— February 5, 2009 11:14 a.m.

Canyon Trails Traffic Jam

Thanks to the Reader for covering the issues of habitat preservation and the public access intended by the Multiple Species Conservation Program. Deer Canyon's evolution from a migrant community replete with trails, kitchens, latrines, laundries, farming, hunting and unrelated dumping of construction debris to one of passive trail use by hikers, runners and the cycling community has been storied and controversial. Some claim the land was pristine, untouched and completely pure prior to discovery by San Diegans seeking enhanced quality of life via our Open Space. Others have claimed that trail use by scores of San Diegans hasn't had any effect at all upon the habitat. Both are clearly mistaken. Use over recent decades is established by media reports and the documentary, "The Invisible Mexicans of Deer Canyon". Impacts have been mitigated by trash removal and passive trail use by "stewards" for the open space. However, even a footprint is an "impact" and it's undeniable that migrant trails have been widened and used far more than they ever were before. When the RMP is complete, we'll have a plan to manage trails and control impacts. Regrettably, vandalism in the "Hobbit Trails" was discovered last week & reported by locals. A stand of Nutall's Scrub Oak was destroyed to open up the trail to the sky for visitors that didn't previously "fit there" as noted above. The damage is horrendous. This puts the land managers in a tough spot! They can rely upon the community's "patrols" to discover such damage, but how can they prevent it, outright? Although there were other options, the Parks Department has chosen to close the entirety of the singletrack trail network in Deer Canyon, pending further review. This is a great loss to the law abiding supporters of open space and responsible trail use that have been running, hiking and riding these trails for years, but one that we must now support and honor while we wait for the City Rangers to follow leads & witness reports. The plan endorsed by the SDMBA and MTC called for closure and revegetation of over 65% of the trails in Deer Canyon. With further research into the trail that was vandalized last week, it's apparent that route will not be viable in the long term. The remainder of the trails proposed for management comprise about 20% of what's in the canyon. The Rangers have sent a clear message: hacking open the canopy won't get user groups "access" to trails because they now "fit" but will get the whole place closed, to the detriment of all San Diegans that value this beautiful and important natural resource. We can all work together to ensure public access & quality of life aren't sacrificed or lost due to the despicable acts of a few and that the open space lands are preserved in a responsible and effective manner for the benefit of future generations of San Diegans. It's important that we do so. Erik Basil Treasurer, LPCP-CAC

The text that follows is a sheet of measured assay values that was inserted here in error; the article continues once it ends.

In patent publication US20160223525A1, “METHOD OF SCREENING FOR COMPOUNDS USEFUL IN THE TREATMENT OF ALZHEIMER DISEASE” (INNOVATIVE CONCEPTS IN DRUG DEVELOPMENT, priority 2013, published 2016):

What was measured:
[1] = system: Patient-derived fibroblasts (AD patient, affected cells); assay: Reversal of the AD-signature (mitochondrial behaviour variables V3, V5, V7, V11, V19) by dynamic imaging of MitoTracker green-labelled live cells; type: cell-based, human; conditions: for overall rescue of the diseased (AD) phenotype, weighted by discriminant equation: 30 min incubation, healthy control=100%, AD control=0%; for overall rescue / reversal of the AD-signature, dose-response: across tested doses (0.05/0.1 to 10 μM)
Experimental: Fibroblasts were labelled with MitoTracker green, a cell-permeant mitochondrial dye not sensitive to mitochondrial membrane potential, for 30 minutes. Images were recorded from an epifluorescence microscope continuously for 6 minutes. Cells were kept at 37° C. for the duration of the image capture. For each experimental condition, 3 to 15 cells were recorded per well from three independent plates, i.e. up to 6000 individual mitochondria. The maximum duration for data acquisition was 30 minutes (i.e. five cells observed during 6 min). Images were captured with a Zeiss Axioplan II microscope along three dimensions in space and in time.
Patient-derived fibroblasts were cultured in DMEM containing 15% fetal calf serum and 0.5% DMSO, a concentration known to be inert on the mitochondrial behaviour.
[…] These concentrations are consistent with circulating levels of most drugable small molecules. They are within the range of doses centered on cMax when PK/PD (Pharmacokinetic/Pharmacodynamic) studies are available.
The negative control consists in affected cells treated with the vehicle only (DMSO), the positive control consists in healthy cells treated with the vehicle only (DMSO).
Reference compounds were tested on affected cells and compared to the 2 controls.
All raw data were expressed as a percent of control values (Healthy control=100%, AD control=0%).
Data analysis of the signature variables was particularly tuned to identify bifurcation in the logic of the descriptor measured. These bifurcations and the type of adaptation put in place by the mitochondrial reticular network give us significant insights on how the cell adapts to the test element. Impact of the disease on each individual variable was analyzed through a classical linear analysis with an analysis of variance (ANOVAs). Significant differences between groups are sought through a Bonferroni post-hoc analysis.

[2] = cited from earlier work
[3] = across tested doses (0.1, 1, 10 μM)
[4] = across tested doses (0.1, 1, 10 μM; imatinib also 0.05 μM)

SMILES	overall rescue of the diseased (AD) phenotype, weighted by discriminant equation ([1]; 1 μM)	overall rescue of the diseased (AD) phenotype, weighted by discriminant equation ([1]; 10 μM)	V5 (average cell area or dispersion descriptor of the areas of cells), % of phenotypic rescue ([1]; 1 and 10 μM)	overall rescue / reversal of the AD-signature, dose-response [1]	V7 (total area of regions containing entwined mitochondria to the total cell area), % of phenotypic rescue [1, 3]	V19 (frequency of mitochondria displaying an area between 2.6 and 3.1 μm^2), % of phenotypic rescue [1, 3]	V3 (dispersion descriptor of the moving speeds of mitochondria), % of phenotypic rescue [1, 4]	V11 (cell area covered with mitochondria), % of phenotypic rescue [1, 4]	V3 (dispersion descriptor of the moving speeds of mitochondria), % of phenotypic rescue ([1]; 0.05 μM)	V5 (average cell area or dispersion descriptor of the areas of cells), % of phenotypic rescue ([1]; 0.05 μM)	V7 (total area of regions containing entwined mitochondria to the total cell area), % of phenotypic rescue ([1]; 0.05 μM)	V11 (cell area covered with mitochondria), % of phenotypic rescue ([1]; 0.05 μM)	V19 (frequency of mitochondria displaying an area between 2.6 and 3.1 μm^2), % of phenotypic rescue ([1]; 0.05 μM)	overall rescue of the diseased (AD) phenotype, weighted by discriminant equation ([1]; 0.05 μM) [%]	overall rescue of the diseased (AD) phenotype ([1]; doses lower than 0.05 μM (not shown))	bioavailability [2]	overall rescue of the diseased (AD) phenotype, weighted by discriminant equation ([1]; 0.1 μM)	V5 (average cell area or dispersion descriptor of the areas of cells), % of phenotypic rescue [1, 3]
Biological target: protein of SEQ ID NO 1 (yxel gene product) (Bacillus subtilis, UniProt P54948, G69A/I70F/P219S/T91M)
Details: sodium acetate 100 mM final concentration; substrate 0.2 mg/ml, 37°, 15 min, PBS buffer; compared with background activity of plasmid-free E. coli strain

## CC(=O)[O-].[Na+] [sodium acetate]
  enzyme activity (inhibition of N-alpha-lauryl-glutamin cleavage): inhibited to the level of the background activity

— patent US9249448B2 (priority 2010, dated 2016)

— December 16, 2008 4:55 p.m.